How the Church Began–and Why That Matters Today

John Teter

How the Church Began–and Why That Matters Today

John Teter

When God’s Spirit moved at Pentecost, the Holy Spirit appeared as tongues of fire. That is truly astonishing. The Apostle Peter’s sermon brought conviction and commitment to more than 3,000 people. But might I be so bold as to argue that these spiritual encounters do not include the most miraculous development of all?

The 3,000 people who experienced God and responded to the gospel did not return home. Instead, they encouraged their loved ones to come and be a part of God’s great outpouring. The church began with pilgrims who stayed in Jerusalem. What could have possibly caused them to make such a dramatic life change?

I believe the answer is that we all do amazing things when we fall in love. The first converts fell in love with God and with each other. They found what they had been searching for all their lives. The new life of Jesus always demands a new lifestyle. And this new lifestyle centered on five areas of life the church repented into. [Below, Teter focuses on three of the five. Download the full eBook What We Repent Into to read all five].

1. The Apostles’ Teaching

The new life brings about a hunger for God’s Word. New disciples must be taught how to listen to, study and live out Scripture. When the new converts entered into the daily life of the Jerusalem church, they knew very little Scripture. Can you imagine how the hearts of those in the early church burned within when they went to their regular teaching times and Peter began speaking?

Like the first converts at Pentecost, our new Christians must be taught God’s Word. And they must not only learn, but also apply and practically live out God’s Word—tasting and seeing that the Lord is good, so that their faith will be strong and their lives will bear fruit.

The church began with devotion to God’s Word.

2. Fellowship

The church was devoted to fellowship. Some 3,000 new brothers and sisters in Christ began to get to know one another. The church began with a group of people who truly enjoyed being together. They learned each other’s cultures and asked each other, “Why do you do things that way?” They made time for relationships and prioritized their new life together.

What does this look like in the life of the church today? We must invite people into these life-giving relationships and welcome them. I remember the first year of planting Fountain of Life. My wife and I hosted a weekly Life Group Bible study. We would begin with dinner at 6:30 p.m. followed by Bible study at 7:30. Our group of 20 people bonded deeply. After study, we spent time getting to know each other. We talked, joked and watched funny YouTube videos. Time flew by. A few of us still recall laughing in my driveway, when the Los Angeles Times driver delivered the paper early in the morning. People do amazing things when they fall in love with God and each other.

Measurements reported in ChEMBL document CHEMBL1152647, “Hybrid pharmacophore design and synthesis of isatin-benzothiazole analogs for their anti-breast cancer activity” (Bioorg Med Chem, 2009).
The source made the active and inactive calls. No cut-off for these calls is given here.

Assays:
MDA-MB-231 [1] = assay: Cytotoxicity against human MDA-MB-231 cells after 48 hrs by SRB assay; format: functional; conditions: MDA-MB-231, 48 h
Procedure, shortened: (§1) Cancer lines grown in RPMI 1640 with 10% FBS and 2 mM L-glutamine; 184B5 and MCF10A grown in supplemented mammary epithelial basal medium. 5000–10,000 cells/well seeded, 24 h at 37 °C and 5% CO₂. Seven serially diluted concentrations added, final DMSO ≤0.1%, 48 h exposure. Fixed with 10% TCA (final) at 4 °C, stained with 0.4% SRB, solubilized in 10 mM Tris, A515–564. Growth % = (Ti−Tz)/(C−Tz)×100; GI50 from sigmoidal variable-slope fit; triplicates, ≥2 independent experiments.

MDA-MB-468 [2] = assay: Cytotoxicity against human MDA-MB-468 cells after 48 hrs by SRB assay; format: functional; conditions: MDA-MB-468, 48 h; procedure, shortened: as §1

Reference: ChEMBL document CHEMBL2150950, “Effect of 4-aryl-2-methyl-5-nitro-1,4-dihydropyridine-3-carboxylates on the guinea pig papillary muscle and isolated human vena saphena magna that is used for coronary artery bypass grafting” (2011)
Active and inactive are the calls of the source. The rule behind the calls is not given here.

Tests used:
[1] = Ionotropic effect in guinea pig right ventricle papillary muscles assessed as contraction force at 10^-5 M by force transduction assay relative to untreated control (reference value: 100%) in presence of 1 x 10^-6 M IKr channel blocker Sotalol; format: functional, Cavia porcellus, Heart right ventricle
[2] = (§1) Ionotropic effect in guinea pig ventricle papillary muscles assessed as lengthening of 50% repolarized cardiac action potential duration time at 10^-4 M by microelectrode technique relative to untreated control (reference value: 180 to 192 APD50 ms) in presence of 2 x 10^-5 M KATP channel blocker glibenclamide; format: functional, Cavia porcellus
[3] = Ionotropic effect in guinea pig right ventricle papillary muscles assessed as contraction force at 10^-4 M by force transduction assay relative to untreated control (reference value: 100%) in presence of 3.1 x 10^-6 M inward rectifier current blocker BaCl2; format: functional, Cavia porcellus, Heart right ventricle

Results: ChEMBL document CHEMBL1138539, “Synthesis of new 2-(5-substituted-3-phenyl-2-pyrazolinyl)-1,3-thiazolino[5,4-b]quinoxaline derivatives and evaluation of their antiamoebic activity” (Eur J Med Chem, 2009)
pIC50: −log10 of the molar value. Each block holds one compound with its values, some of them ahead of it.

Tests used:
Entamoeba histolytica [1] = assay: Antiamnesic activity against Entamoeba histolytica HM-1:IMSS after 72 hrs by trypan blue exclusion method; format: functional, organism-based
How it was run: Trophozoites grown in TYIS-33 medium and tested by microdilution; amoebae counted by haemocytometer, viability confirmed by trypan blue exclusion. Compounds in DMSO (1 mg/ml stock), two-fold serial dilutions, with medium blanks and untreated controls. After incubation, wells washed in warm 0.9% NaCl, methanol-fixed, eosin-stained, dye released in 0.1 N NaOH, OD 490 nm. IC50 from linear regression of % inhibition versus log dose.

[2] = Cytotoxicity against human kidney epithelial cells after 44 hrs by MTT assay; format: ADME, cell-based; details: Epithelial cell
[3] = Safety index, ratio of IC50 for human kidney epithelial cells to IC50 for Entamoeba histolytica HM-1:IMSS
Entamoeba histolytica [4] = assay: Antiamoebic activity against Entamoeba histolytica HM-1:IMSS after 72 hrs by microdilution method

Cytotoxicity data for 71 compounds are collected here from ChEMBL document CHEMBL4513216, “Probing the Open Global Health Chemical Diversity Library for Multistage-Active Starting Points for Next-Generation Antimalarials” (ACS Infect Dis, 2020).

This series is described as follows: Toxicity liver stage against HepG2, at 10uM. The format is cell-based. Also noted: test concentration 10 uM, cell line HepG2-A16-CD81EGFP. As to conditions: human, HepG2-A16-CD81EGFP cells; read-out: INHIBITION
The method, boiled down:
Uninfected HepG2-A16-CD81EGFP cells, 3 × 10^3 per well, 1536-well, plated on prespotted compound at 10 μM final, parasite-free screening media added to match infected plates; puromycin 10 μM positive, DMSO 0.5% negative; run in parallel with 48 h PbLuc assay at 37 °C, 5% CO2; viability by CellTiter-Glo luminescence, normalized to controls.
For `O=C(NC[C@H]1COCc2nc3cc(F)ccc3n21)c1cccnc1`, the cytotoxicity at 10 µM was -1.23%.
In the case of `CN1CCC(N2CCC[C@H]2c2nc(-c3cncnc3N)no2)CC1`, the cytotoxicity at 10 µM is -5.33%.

The church began by repenting into meaningful and life-giving relationships.

3. Breaking of Bread

Luke shares that in the early church there was much joy in the sharing of meals.

There is another component, however, to Luke’s description of life at the table. With glad and generous hearts, they ate The Meal together. They shared the Lord’s Table meal living in the great reality that Christ could return at any moment.

The Lord’s Table has an especially powerful place in the hearts and mind of Fountain of Life Covenant Church. In the first year of our plant, we suffered a horrendous loss. Dear friends of mine from college—the fourth family to commit to the church plant—were driving home from a New Year’s Day family party when a drunk driver barreled through an intersection and struck their van. Midi, age 35, wife of Mark and mother to twin boys, died instantly. One of the twins, Nathan, survived through the night on a breathing machine, only to die in the early morning hours.

For that first year after the accident, the Lord ministered to all of us through communion. Every time we served communion, we employed the “missing man formation,” placing two empty chairs at the table. It was a visual reminder of our sorrow and loss, but it directed us upwards, rejoicing that they were in the presence of the King.

God met us every time we approached the table and allowed us to be broken as He fed us the bread. He allowed us to be weak as we drank His wine. And He gave us hope that we would see our friends again who used to sit in those chairs. That was His promise. One day, on that amazing day, He will make all things new.

The church began by repenting into sharing The Table together.

Being the Church

The church began when 3,000 people repented away from the world and what they knew to be true. The church grew when 3,000 people repented into being the church.

Repenting out of the world is never enough. We must repent into that which gives life.

This article is excerpted and adapted from the Exponential FREE eBook What We Repent Into: 5 Things Every New Believer Must Do by John Teter.